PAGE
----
Florida Ranked Among Top 10 in Interstate Migration

Florida Ranked Among Top 10 in Interstate Migration

Reason for Florida's booming population still up for contention

Jim McCool
Jim McCool
|
February 1, 2024

Florida in recent years has seen historic spikes in population growth.  Now, according to new data, Florida ranks in the top 10 highest inbound household moving destinations in the United States in 2023.

The data pertains to households moving to states from other US states.  Atlas Van Lines conducts their annual Migration Patterns Study which records, analyzes, and reports moving data to track national trends.

Although Florida has been in the news frequently for relocation, it did not place at number 1.  The list ranks as follows:

  1. Maine (64%)
  2. North Caroline (64%)
  3. New Hampshire (60%)
  4. Montana (59%)
  5. Washington (59%)
  6. Arkansas (58%)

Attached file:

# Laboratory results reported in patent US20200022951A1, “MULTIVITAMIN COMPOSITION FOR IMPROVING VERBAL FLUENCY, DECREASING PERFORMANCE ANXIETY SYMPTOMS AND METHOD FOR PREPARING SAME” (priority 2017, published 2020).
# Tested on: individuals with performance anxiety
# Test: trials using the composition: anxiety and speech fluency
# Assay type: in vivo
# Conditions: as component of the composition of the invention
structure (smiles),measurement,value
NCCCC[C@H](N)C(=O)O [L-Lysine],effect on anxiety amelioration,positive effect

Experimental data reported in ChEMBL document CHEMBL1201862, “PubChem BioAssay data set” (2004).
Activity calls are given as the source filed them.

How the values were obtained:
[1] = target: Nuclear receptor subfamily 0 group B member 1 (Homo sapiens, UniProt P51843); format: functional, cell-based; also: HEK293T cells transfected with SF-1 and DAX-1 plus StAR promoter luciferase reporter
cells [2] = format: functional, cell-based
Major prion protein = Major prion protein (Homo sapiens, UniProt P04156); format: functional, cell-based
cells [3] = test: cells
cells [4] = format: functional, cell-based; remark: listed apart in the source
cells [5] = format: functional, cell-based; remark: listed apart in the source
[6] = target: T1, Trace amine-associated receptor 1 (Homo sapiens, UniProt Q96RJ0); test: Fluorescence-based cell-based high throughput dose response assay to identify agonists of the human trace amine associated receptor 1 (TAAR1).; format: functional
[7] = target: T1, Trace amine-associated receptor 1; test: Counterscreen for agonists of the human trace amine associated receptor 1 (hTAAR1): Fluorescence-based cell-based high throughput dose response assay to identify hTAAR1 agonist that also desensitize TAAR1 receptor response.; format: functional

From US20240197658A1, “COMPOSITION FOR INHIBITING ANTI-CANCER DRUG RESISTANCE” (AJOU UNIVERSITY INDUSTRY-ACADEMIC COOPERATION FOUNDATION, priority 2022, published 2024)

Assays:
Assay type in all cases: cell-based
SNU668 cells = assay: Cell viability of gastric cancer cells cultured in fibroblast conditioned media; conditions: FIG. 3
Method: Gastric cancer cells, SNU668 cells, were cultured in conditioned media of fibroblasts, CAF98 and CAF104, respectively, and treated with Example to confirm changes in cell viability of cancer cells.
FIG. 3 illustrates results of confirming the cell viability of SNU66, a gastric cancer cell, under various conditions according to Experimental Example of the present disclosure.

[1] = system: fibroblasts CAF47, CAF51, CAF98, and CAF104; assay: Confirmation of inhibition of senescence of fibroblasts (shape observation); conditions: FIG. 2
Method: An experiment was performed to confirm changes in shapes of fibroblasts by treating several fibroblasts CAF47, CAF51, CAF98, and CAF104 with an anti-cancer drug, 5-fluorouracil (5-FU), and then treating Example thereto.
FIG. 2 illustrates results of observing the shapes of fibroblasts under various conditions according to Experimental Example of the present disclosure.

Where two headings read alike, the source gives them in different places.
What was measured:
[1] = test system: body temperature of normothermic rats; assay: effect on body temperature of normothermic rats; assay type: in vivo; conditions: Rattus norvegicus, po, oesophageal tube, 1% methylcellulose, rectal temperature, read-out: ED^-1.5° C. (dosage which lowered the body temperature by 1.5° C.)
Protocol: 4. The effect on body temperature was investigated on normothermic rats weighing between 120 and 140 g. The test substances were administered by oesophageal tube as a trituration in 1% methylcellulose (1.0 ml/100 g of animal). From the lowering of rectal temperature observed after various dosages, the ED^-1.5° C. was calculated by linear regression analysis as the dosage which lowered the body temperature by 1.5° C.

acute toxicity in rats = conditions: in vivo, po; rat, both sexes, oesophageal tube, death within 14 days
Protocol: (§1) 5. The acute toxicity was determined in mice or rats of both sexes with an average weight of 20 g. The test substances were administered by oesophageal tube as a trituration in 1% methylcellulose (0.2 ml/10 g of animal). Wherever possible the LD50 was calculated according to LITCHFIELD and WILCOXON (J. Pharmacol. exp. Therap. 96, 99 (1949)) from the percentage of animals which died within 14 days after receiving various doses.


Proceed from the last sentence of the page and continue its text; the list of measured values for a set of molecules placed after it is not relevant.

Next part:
7. Florida (58%)
  8. New Mexico (57%)
  9. District of Columbia (57%)
  10. Texas (56%)

Vast migrations from around the nation to Florida have been credited to affordability, hot housing markets, and areas that are good for business.  However, not everyone would agree that this is the case in Florida.

In 2022, then-State Representative Carlos G. Smith (D-FL) blamed Governor Ron DeSantis (R-FL) for making Florida what he called, "the least affordable state in the country."

Even at that time  CBS news described Florida's recent population spike as, "courting new residents and businesses attracted by the low taxes and an anti-regulation agenda."  The agenda in question is most notably policies put forward by Governor DeSantis, with the biggest tax relief in state history followed by the Freedom First Budget.

Nevertheless, Florida is certainly adding residents to their population from other states.  In 2022, Florida welcomed over 90,000 New Yorkers, which helped the state's population grow by 1.91% from 2021 according to data published by the USA Today.

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Jim McCool

Jim McCool

Jim is a graduate of Florida State University where he studied Political Science, Religion and Criminology. He has been a reporter for the Floridian since January of 2021 and will start law school in 2024.

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